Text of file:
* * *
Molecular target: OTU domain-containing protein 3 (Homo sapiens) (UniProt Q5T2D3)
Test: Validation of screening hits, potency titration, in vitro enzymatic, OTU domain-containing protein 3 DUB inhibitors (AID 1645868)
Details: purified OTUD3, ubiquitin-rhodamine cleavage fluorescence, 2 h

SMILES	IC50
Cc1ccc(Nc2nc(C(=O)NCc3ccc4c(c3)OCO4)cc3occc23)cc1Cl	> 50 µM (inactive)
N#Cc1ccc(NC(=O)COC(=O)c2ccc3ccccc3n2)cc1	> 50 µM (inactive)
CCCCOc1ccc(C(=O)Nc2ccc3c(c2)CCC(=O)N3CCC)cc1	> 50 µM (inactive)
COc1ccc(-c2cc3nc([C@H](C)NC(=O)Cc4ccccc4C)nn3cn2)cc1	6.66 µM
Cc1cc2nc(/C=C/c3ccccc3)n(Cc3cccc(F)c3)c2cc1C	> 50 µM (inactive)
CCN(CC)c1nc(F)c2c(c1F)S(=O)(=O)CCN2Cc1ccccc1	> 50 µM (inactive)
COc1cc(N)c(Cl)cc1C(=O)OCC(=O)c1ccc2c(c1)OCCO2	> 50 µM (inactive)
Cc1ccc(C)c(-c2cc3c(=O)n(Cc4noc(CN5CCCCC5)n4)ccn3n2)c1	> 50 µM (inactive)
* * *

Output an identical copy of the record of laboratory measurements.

Molecular target: OTU domain-containing protein 3 (Homo sapiens) (UniProt Q5T2D3)
Test: Validation of screening hits, potency titration, in vitro enzymatic, OTU domain-containing protein 3 DUB inhibitors (AID 1645868)
Details: purified OTUD3, ubiquitin-rhodamine cleavage fluorescence, 2 h

SMILES	IC50
Cc1ccc(Nc2nc(C(=O)NCc3ccc4c(c3)OCO4)cc3occc23)cc1Cl	> 50 µM (inactive)
N#Cc1ccc(NC(=O)COC(=O)c2ccc3ccccc3n2)cc1	> 50 µM (inactive)
CCCCOc1ccc(C(=O)Nc2ccc3c(c2)CCC(=O)N3CCC)cc1	> 50 µM (inactive)
COc1ccc(-c2cc3nc([C@H](C)NC(=O)Cc4ccccc4C)nn3cn2)cc1	6.66 µM
Cc1cc2nc(/C=C/c3ccccc3)n(Cc3cccc(F)c3)c2cc1C	> 50 µM (inactive)
CCN(CC)c1nc(F)c2c(c1F)S(=O)(=O)CCN2Cc1ccccc1	> 50 µM (inactive)
COc1cc(N)c(Cl)cc1C(=O)OCC(=O)c1ccc2c(c1)OCCO2	> 50 µM (inactive)
Cc1ccc(C)c(-c2cc3c(=O)n(Cc4noc(CN5CCCCC5)n4)ccn3n2)c1	> 50 µM (inactive)